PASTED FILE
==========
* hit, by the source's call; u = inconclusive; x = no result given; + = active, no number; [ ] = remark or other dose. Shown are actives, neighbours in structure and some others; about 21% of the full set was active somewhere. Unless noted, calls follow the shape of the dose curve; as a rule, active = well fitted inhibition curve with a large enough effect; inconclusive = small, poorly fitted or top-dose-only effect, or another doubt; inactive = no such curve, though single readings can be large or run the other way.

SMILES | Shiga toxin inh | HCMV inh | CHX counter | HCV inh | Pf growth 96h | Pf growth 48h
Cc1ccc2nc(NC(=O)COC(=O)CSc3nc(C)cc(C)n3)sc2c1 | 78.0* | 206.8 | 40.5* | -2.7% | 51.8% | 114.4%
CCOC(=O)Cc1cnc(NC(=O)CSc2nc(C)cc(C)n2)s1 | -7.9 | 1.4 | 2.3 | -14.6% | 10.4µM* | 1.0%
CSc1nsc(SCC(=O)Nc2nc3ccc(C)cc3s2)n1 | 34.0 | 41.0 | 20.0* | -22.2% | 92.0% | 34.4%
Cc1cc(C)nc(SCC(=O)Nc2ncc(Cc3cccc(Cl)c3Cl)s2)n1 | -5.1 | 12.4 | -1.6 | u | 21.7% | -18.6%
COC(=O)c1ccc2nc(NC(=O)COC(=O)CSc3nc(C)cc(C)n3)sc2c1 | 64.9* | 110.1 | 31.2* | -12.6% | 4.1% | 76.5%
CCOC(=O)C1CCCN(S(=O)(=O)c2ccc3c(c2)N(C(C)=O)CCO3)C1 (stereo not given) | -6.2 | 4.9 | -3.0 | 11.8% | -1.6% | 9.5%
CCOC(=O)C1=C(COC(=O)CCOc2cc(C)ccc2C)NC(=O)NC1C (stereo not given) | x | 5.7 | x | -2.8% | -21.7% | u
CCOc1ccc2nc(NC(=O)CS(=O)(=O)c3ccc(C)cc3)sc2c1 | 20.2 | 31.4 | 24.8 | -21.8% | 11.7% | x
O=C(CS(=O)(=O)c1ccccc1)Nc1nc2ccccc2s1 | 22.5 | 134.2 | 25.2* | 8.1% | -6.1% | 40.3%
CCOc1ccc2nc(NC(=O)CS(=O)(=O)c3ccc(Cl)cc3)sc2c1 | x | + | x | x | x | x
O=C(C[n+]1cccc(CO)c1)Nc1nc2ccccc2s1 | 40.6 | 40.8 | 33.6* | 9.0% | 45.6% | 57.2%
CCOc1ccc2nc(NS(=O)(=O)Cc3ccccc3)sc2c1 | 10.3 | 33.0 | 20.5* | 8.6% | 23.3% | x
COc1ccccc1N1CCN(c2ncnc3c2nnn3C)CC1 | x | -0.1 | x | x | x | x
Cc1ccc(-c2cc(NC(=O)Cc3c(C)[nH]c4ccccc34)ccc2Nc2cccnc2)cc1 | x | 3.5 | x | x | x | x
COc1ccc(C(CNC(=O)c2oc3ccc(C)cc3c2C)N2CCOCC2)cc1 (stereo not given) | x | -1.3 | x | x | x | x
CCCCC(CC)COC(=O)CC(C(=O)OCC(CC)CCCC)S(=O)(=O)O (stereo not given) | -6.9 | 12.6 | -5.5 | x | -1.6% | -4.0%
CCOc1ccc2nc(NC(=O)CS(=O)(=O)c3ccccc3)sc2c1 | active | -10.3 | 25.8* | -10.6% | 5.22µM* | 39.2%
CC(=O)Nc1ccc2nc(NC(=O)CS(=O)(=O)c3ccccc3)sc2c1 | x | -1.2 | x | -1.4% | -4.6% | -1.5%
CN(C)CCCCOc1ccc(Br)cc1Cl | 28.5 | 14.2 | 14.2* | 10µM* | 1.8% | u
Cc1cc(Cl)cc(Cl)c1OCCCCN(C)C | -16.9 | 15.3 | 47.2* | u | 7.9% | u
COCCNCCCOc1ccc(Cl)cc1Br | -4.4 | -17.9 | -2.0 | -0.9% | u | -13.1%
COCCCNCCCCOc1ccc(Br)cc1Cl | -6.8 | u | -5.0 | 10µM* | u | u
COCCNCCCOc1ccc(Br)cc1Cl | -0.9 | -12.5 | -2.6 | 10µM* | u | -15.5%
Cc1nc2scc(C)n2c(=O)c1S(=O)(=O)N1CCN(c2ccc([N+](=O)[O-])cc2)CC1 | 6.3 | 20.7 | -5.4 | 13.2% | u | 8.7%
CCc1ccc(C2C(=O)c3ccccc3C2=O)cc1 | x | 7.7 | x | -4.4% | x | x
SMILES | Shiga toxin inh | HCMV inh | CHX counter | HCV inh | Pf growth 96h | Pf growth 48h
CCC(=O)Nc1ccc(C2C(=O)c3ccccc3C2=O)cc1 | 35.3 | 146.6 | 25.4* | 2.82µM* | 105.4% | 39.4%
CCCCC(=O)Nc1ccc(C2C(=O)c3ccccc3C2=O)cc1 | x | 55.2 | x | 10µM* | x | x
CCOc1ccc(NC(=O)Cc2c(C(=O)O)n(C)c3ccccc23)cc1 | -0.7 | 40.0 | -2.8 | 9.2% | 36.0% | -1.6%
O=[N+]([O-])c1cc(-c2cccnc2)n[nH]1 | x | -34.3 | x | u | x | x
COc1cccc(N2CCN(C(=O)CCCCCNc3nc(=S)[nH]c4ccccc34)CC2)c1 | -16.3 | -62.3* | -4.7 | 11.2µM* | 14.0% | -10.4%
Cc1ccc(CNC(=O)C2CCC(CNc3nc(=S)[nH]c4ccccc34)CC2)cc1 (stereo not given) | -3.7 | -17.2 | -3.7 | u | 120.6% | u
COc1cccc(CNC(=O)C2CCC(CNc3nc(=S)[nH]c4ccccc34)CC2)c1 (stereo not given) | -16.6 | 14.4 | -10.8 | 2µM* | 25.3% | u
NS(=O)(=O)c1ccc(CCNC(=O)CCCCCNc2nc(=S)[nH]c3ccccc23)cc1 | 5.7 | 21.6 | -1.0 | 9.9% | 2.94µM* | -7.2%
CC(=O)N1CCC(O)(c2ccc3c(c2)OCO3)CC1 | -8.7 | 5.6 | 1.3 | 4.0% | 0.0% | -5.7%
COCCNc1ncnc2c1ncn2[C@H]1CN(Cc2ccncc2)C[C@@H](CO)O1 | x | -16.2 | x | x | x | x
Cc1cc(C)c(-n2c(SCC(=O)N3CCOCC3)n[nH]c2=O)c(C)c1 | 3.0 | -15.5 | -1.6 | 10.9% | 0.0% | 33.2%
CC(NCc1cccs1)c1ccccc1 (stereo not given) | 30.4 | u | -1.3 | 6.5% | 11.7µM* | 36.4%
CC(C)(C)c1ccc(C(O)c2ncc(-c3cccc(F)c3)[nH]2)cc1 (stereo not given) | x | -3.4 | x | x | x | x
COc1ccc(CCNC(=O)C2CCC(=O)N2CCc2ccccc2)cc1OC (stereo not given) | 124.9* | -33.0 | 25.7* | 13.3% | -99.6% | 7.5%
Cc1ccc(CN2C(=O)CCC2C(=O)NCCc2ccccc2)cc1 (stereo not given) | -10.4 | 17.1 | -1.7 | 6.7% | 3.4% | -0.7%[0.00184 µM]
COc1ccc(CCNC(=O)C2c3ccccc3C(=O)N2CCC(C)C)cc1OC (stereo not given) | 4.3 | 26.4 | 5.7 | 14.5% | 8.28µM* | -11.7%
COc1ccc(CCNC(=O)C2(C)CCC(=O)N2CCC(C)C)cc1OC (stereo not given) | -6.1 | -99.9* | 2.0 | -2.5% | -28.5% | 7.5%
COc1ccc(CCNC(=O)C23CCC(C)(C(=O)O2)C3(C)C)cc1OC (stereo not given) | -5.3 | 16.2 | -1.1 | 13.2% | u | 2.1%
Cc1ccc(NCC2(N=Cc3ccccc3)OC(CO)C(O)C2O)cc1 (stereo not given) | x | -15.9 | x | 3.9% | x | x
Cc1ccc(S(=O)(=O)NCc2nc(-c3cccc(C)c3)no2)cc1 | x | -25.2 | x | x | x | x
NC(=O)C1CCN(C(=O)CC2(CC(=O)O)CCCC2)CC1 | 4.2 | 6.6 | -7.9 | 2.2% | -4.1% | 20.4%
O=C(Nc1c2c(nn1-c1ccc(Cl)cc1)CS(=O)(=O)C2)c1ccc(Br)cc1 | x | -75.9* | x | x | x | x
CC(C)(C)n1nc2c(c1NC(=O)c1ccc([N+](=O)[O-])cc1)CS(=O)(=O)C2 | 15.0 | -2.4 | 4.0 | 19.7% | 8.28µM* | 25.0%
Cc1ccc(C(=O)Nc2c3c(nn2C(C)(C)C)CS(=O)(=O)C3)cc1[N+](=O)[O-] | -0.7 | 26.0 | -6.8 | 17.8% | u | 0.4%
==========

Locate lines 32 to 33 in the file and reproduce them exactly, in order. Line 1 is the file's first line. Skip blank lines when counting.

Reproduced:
O=[N+]([O-])c1cc(-c2cccnc2)n[nH]1 | x | -34.3 | x | u | x | x
COc1cccc(N2CCN(C(=O)CCCCCNc3nc(=S)[nH]c4ccccc34)CC2)c1 | -16.3 | -62.3* | -4.7 | 11.2µM* | 14.0% | -10.4%